Only very few of the respondents of the sweet-potato-producing Kebeles produce sweet potato but none from the other Kebeles. Adugna and Said (1992) reported that in Badewacho and Soddo Zuria, sweet potato vine as well as enset and cassava leaves were used during dry seasons as feed resource but in our study only few farmers used it perhaps due to lack of adaptation by farmers. All the farmers, who plant sweet potato, have used the sweet potato vine as feed supplement. Utilization of sweet potato vine as feed supplement and the method of utilization vary significantly (p<0.05) during different seasons of the year. Nearly 2/3 of respondents feed sweet potato throughout the year, less than 1/3 during the dry season and few used it only during wet season. Adugna and Said (1992) reported that in Walayita, most of the farmers utilize sweet potato vine, enset and cassava during the dry season which differs from the result of this survey perhaps due to differences in adaptation of use of sweet potato vine which resulted from week extension service.
Livestock feeding methods, their constraints and mitigation strategies
Nearly 60% of the respondents used free grazing followed by stall feeding but the two systems were not practiced together by farmers and thus was given the lowest rank (Table 3).
Feed shortage was most important constraint in Towns, followed by Dega, SPP and NSPP Kebeles which agree with the results of studies of Tsedeke (2007) and Yenesew (2009) where DM supply to livestock in moist highland crop-livestock, sub-moist highland crop-livestock and sub-moist low land crop-livestock systems was in the negative balance.
In towns, selling livestock is the most commonly used option to overcome the feed shortage (Table 4). Irvin (2000) put that farmers combat feed shortages by feeding livestock with feeds normally intended for human beings such as sweet potato tubers, maize and enset, which is normally reserved for animals at risk. In similar way, Adugna et al. (2000) asserted that at national level, the traditionally grown sweet potato tuber is used for human consumption and the byproduct (vine) used as feed supplement. Reports of both studies are compatible with the results of this study. On the other hand, supplementation of feed from any source is the primary options in sweet-potato-producing and non-sweet-potato-producing Kebeles of Dega.
As shown in Table 5, DM and OM yield of the first three cuttings were similar (p>0.05) but they were lower than that of the fourth cutting (p<0.05).
There was a significant difference in production of DM and OM among strata (Table 5). The upper stratum produced greater overall DM and OM yields than the middle and lower strata. The difference could be attributed to fast drainage in upper stratum and accumulation of flood debris resulting in water logging in the middle and lower stratum. The forages DM and OM yields at any strata at the fourth cut were more than at cuts 1, 2 and 3 (p<0.05).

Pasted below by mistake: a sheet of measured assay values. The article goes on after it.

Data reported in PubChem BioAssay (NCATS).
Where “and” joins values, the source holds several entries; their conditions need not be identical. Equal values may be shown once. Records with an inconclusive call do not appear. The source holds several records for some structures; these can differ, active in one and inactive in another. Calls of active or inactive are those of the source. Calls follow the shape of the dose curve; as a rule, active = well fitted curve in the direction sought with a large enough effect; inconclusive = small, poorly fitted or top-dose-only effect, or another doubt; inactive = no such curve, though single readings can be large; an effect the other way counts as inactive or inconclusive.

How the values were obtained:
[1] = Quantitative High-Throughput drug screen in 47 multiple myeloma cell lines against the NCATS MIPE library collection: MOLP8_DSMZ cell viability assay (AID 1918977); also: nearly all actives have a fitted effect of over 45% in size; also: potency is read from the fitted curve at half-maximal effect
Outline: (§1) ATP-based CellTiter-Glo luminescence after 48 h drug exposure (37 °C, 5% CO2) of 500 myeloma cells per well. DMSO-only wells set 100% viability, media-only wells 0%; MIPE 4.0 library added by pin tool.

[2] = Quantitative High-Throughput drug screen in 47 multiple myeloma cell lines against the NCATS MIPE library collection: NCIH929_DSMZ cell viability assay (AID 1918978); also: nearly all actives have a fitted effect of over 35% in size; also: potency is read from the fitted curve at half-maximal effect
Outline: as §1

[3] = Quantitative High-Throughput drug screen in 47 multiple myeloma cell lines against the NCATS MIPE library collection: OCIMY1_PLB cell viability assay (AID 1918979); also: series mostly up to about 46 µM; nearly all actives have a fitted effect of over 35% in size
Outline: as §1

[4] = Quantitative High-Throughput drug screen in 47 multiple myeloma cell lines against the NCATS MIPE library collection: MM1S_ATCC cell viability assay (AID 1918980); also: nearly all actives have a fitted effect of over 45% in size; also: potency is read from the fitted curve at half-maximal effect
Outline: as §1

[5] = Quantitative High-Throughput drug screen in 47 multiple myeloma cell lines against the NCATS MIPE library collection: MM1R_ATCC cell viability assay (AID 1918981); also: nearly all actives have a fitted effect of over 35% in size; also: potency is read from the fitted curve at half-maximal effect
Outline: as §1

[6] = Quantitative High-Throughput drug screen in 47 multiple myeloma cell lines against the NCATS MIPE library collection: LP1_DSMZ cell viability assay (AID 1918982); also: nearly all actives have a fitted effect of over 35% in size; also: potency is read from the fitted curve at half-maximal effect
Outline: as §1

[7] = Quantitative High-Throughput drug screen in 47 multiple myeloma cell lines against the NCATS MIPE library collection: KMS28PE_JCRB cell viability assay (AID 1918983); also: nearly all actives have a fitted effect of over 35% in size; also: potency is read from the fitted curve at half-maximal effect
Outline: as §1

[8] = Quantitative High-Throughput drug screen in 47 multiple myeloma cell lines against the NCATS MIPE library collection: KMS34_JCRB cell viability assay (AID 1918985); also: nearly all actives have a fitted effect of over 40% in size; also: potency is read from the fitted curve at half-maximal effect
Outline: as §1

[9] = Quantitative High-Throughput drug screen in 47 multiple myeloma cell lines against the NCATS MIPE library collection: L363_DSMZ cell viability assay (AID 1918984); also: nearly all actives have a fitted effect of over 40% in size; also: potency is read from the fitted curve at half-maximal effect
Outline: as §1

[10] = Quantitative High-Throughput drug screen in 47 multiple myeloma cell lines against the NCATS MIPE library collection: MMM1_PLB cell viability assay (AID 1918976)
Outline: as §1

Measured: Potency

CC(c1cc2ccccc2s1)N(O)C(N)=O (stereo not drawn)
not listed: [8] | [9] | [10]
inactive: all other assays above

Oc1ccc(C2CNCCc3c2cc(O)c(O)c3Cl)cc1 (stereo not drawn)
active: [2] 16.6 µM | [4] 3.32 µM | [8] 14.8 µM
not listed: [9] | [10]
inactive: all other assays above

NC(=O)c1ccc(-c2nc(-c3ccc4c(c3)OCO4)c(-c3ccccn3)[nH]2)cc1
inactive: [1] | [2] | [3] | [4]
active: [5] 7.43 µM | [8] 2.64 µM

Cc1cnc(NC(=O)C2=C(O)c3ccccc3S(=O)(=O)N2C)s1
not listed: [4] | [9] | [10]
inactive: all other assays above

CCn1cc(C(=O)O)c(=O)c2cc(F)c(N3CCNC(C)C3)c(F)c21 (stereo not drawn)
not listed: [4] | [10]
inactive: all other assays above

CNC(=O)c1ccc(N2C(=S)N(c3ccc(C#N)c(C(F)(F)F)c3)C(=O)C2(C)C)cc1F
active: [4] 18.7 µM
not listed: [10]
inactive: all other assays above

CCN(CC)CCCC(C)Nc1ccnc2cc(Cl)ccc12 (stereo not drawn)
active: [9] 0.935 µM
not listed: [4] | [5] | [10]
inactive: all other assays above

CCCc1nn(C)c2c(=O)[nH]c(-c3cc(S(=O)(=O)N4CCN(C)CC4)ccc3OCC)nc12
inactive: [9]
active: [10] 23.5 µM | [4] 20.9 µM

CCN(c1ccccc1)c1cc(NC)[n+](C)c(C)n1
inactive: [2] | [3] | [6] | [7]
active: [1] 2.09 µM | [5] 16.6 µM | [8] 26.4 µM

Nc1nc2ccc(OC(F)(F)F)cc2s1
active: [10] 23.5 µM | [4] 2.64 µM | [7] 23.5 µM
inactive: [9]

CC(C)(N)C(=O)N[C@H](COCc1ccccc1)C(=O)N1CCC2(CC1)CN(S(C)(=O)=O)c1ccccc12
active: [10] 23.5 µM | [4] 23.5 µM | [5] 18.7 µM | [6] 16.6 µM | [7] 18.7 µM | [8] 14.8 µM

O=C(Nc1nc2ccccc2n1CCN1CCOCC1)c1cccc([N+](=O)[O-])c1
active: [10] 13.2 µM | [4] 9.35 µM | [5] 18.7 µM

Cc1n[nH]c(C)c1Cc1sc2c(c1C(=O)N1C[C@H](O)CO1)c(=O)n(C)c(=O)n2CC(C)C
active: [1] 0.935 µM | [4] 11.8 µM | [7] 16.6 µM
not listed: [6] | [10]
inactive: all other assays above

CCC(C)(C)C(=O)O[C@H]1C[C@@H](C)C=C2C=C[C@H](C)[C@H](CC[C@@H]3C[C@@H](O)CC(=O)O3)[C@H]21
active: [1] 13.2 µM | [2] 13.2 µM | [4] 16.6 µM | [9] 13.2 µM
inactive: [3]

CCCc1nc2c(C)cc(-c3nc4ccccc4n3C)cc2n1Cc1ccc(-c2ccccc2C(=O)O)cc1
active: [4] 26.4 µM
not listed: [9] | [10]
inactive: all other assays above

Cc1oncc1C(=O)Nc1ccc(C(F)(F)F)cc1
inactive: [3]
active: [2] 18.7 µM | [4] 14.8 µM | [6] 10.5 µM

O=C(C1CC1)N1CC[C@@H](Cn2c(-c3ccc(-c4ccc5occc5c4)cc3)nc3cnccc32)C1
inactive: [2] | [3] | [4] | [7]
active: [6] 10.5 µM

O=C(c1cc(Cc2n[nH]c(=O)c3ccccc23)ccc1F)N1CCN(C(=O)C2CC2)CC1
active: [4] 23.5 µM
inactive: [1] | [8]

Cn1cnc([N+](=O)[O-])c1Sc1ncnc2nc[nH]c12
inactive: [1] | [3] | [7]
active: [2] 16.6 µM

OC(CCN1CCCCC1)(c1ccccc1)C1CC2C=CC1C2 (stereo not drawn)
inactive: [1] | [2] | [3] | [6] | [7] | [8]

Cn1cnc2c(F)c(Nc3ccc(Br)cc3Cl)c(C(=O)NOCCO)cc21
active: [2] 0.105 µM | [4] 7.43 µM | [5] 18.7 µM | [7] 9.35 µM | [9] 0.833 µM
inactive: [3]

Nutrient contents and in vitro dry matter digestibility of the natural pasture of the grazing land at two cutting stages are depicted in Table 6. The DM yield of mixture of forage of the first three cuttings was more or less similar with the results of the study on mixture of guinea grass with Stylosanthus guianensis (stylo) at a ratio of 2:2 and 3:1 harvested 150 days after sowing that gave the same relative yield; but any mixture of guinea grass with S. guianensis (stylo), C. pubescens (centro), burgundy bean and A. pintoi at any ratio was greater than the DM yield in this study. The DM yield of mixture of forages from the first three cuttings in this study agreed with that of Bua et al. (2001) and Tikuneh (2009) but it was greater than that reported by Tegene et al. (2010) for Umbulowacho watershed. This could be attributed to variability in rain fall, cutting time, soil type and topography. The reports of MoA for 1984 agreed with the different highland zones of Low Potential Cereal Livestock Zone (LPC/LZ) and seasonal water logged soil while the study of Sisay (2006) nearly agreed with the DM yield of the 4th cuts.
The mean CP content of this study for 1-3 cuts’ mixture period match with that of the open area but the CP content of this study of 4th cut was lower than that of closed, medium and low altitudes (Tegene et al., 2010). According to same authors, CP content of the green forage was comparable with open area that received animal dung and urine and low altitude that received valuable nutrient brought from the upper areas via flood and erosion; while the low CP content at 4th cut of this study was caused by over maturation and that may be comparable with that of closed area that was devoid of animal dung and urine and that of the medium and high altitudes caused by removal of nutrient by soil erosion. In this study, as maturation increased, CP content slightly decreased which agrees with the report of Tegene et al. (2010).
The NDF and ADF contents of the forage between the first three cuttings and 4th cutting were nearly similar which disagree with Tikuneh’s (2009) report but were similar to that of Tegene et al. (2010). As the stage of maturity of the forages in the natural pasture increased the ADL content increased but in the study of Tegene et al. (2010), as the closure period increased, there was no change in the ADL content for the probable reason that there is re-growth with less lignified forages. In this study, high DM and ADL and low CP contents decreased IVDMD which agrees with the results of earlier studies (Tikuneh, 2009; Tegene et al., 2010).
CONFLICT OF INTEREST
The authors do not declare any conflict of interest